Tumblr founder David Karp has loosened his hardline "no ads allowed" stance, but the young blog mogul has promised that any ads on Tumblr will be artful and "make you feel something for the brand." So it was a surprise when a fraction of users suddenly started seeing typically spammy-looking banner ads peppered throughout their dashboards.

The ads appear to be showing up for only a small fraction of Tumblr's massive userbase. Still, dozens of users are griping publicly. "Tumblr has started with ads now? Ugh," read a typical tweet.

But the ads aren't coming from Tumblr.

The fine print under the ads reads "ads not by this site," suggesting a third party is responsible through a browser extension or plug-in. Jeremy Cutler, the developer behind the popular Tumblr plug-in Missing e, said it's not his app. "I do know that it is possible for browser extensions to inject ads into pages, but this is one of the more nefarious things a browser extension can do," he said in an email. "If it isn't Tumblr, I think it is inappropriate."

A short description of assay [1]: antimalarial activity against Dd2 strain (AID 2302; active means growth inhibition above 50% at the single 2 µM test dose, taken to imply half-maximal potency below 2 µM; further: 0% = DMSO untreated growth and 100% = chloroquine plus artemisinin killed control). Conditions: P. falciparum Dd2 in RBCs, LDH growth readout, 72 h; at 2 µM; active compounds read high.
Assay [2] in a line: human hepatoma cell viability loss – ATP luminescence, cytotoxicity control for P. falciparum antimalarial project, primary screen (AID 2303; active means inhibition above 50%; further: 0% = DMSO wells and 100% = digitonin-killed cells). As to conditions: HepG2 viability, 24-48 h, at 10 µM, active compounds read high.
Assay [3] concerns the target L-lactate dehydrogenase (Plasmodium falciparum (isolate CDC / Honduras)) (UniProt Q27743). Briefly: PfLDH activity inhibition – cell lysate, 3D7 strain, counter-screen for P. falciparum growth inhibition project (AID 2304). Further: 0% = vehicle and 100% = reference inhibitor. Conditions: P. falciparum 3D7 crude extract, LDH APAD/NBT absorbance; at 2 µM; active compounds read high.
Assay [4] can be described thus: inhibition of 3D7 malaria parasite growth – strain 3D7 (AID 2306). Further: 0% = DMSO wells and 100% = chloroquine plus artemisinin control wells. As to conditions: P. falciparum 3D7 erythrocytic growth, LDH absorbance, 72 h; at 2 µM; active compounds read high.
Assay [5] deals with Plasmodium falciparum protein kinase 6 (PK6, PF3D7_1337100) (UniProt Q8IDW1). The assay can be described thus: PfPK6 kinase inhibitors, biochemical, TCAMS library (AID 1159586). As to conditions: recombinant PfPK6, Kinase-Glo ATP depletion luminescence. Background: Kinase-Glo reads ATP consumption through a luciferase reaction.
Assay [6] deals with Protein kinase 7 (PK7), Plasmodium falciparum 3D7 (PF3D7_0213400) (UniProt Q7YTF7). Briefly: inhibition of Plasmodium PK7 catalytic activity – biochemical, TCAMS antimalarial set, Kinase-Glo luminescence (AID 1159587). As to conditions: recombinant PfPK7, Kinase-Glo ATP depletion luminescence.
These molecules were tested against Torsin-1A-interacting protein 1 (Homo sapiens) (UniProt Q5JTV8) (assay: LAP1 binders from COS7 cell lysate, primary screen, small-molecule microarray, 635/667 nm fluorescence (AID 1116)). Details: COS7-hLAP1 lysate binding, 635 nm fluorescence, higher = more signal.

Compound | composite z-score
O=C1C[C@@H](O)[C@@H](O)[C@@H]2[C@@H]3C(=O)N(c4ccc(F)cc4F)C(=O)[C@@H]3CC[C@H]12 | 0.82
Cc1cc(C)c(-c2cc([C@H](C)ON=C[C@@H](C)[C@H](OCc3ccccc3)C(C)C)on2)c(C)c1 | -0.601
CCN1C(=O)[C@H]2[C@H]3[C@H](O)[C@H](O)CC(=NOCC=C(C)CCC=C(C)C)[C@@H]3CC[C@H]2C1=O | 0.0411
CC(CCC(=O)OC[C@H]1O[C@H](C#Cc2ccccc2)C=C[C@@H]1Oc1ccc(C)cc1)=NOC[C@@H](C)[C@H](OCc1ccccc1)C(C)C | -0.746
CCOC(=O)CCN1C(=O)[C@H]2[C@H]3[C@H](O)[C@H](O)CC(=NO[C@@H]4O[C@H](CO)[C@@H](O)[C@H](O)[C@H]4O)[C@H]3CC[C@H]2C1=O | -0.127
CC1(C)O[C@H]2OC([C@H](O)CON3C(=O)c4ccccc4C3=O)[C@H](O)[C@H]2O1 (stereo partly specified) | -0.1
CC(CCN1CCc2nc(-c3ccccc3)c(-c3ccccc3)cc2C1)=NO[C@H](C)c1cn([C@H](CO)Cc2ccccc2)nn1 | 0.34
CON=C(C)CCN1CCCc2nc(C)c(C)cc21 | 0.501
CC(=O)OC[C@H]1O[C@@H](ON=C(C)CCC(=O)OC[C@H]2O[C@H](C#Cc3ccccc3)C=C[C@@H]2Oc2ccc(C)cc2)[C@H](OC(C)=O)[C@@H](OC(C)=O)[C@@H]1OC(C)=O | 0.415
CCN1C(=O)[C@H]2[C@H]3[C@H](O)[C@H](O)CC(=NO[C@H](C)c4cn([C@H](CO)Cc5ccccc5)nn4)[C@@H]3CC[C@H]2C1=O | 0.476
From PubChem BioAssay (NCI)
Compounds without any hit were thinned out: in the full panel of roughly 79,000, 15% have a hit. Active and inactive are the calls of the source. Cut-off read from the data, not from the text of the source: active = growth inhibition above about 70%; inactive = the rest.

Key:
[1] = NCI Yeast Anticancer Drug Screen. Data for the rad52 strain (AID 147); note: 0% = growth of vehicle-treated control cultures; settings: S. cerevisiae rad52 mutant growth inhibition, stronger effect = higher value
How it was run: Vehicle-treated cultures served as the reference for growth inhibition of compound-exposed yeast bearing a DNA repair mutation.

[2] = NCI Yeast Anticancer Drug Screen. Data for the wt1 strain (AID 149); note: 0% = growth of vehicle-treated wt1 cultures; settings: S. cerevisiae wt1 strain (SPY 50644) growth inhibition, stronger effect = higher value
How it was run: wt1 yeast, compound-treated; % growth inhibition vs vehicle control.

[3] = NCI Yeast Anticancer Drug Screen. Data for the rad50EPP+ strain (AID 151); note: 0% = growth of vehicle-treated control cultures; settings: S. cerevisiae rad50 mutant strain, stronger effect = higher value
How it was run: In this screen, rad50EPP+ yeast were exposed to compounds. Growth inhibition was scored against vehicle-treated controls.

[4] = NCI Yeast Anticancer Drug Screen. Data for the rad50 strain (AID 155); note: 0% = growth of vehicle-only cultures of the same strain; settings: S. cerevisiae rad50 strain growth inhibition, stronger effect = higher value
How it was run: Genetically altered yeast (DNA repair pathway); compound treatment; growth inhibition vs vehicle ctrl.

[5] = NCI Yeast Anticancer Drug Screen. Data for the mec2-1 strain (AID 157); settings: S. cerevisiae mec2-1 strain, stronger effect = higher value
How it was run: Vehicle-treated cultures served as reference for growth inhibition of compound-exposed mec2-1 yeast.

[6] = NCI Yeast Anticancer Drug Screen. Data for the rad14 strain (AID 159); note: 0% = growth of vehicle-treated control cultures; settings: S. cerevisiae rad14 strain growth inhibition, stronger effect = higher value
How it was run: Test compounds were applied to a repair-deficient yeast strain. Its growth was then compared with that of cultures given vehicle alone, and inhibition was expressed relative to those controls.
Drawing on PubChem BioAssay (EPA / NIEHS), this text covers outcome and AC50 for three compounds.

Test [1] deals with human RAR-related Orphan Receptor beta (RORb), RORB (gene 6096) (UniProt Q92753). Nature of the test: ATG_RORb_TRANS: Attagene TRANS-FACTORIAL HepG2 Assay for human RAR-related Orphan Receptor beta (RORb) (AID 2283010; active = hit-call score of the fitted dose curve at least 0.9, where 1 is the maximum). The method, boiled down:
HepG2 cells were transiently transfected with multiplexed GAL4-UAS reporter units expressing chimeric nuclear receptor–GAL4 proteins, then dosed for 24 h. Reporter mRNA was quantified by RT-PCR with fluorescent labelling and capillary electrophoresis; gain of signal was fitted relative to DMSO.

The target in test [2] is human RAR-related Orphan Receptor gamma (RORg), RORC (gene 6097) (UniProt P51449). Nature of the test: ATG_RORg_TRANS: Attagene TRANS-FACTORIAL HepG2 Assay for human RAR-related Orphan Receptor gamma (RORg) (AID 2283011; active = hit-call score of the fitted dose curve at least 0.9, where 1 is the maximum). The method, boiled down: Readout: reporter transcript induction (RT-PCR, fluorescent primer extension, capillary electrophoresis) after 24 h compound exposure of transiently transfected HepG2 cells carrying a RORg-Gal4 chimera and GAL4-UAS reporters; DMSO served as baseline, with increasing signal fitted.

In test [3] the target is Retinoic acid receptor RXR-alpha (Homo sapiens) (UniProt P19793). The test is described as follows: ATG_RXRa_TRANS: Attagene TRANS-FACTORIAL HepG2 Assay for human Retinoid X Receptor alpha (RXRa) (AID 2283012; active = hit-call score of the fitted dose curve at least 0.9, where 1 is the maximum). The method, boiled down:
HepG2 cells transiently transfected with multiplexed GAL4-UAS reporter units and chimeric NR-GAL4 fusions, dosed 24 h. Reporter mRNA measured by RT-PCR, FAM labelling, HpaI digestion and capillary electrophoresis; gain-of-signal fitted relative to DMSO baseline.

One user said she'd fixed the problem by uninstalling a swath of extensions at once, so she was unsure which one was responsible. Another user said the only Chrome extension that was installed was Google Translate, an unlikely culprit.

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The ads may be caused by third-party browser extension IWantThis!, Tumblr spokesperson Katherine Barna said in an email. "Users seeing these ads should check if they are running IWantThis! and remove if they are," she said. (As it turns out, complaints about IWantThis! are well-documented.)

Karp is fond of saying that Tumblr "could be profitable tomorrow" if it placed just one ad on users' dashboards. But the ads Tumblr users are seeing are crude, and the products they're pushing are small, off-brand services that probably couldn't afford to advertise with Tumblr. The ads are appearing multiple times in users' dashboards, reportedly slowing down the service. Although Tumblr has been experimenting with advertising, this is exactly the kind of advertising the startup has sworn it will never do.

Flummoxed Tumblr users are threatening to quit, and many are relying on AdBlocker to get rid of the offending ads. Given the backlash over these banner ads, it looks like Karp is right to be cautious about using traditional web advertising within Tumblr—one wrong move and users could revolt.